Rainbow Rowell: University Survival Guide

Rainbow Rowell: University Survival Guide

I love people and I love having friends.

But I hate meeting people. And I hate making friends.

Which made the first few months of university especially painful for me. I’m probably the last person who should be giving social advice, but here are the best tips I have for surviving those first few months away from home. They’re probably most useful for people who are as socially inept as I was.

1. Get out of your room.

Even it’s just to sit by yourself with your laptop. Even if you like to sit by yourself with your laptop. You might meet other people who like to sit with their laptops, too, and you can maybe start doing this together.

Like Cath, the main character of Fangirl, I’m a huge proponent of Internet friendship. But it’s nice to have people in your life who can hand you a pen, give you a ride to the store, or share their popcorn. You can also be friends with these same people on the Internet.

2. Make eye contact. Say things out loud.

These seem obvious, I guess. But my instinct in new situations is to stare at the floor and fade into the walls. My second semester at school, I resolved to hold eye contact with people in classes, in my dormitory and in the cafeteria – rather than immediately looking down. I made a special effort to do this with boys, who terrified me. It was shocking how well it worked. I found myself getting to know people and learning their names.

This also led to me dating a guy I always saw in the line at the cafeteria. (Seriously: Un-creepy eye contact, “Hello” — it worked.) We broke up very painfully two years later, but I don’t think that undermines the validity of this advice.

3. Don’t get drunk. At least not right away.

Actually, my advice would be to avoid getting drunk until you’re 30. But really, really, don’t get drunk those first few weeks and months at school. You think it’s going to make it easier for you to get to know people, but really, it just makes you drunk. And then you’re drunk with strangers – which is sometimes fun, but sometimes tragic. And it’s hard to predict “fun” or “tragic” at the beginning of the night.

Also, if you show up at school and immediately start getting drunk to have fun, it makes you less resourceful about having other sorts of fun. Getting drunk will always be an option. Don’t make it Plan A.

4. Don’t feel like you have to reinvent yourself.

I mean, not just for the sake of it. University is an opportunity to experiment and try things on, to learn more about yourself. But don’t feel like you have to change who you are – or sacrifice the things you loved as a child at the altar of Becoming an Adult.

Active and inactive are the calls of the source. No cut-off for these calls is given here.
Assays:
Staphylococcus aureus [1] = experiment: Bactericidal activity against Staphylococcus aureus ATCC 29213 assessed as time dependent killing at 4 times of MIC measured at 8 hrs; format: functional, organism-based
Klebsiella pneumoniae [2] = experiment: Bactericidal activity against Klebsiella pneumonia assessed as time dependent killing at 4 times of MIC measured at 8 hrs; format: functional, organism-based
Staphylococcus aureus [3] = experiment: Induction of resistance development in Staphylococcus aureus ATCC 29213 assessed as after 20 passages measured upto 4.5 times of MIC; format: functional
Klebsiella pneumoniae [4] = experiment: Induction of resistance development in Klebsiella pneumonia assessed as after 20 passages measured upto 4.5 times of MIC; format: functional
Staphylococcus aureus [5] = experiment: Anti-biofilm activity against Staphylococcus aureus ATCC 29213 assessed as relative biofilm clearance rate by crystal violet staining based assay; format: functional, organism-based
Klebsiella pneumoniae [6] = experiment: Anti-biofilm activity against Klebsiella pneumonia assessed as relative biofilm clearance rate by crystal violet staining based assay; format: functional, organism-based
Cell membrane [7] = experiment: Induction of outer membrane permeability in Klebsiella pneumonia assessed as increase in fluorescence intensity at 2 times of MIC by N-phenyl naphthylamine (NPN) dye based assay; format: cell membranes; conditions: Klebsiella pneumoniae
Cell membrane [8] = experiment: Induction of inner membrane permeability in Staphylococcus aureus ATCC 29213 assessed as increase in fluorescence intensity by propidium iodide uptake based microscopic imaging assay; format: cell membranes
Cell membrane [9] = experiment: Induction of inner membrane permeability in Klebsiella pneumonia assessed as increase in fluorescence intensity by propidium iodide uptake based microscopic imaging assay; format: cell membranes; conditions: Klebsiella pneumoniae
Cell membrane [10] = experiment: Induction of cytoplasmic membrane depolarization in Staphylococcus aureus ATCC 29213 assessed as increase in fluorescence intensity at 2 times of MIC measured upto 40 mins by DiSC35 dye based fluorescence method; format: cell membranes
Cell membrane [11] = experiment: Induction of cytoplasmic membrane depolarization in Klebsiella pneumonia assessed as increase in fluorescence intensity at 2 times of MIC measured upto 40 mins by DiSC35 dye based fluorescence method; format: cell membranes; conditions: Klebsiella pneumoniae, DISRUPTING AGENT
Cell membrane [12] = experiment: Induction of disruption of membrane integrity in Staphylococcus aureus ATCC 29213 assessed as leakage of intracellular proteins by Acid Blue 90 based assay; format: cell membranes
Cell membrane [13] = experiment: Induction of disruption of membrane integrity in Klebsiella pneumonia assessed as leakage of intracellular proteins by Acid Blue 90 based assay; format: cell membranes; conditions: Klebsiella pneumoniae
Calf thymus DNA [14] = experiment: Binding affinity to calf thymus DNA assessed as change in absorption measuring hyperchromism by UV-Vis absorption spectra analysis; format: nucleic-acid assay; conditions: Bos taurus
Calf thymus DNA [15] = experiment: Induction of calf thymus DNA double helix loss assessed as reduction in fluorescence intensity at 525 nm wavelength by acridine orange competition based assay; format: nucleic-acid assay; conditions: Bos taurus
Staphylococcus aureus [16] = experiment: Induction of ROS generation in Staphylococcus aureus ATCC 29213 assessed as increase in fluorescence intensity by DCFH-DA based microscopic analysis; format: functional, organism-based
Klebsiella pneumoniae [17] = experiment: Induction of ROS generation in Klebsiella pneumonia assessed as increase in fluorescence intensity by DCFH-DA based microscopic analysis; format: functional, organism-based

This is a big issue for Cath in Fangirl. She feels like she has to let go of everything that makes her feel safe and happy – her family, her favorite books, her fandom.

You’ll definitely change and grow when you leave home, but you’ll still be you. You get to bring the things you love with you when you grow up.

3 thoughts on “Rainbow Rowell: University Survival Guide

  1. Eeep wish I could enter this but I never went to Uni, I had a baby at 16 and life kept me away from higher education. Good luck to all who do enter, my best advise in any situation I suppose would be to try something new (like a new class/hobby) and learn what you can from the people around you :]

  2. I didn’t realise how much the “vital” core text books would tot up to. Buy all your text books second hand. If you’re not going to buy them, make sure the uni has enough copies as you’ll find all copies are on loan close to that deadline and panic will set in. And make the most of your first year. I wish I’d joined course-relevant society groups and gained more work experience in my first year. During my third year (the hardest and most stressful), I’m having to contact agencies for work experience to beef up my CV, which has eaten up crucial study time. Don’t leave gaining work experience until the last minute.

  3. What I’ve seen a lot of friends and people I know doing is going to Uni and expecting that having that degree is going to guarantee them a job instantly when they graduate. For some lucky people, sure! For others, it’s not that simple. Gaining valuable work experience during university, whether it’s volunteering or a part time job, try and relate that to something you want to do. Employers want references, experience, to know they can trust you. Sure, working hard for a degree is great, but a mixture of that and some good work experience is what bumps up your status. Also, create a LinkedIn page, and make sure you update your CV. Make the most of your time, don’t take it for granted.

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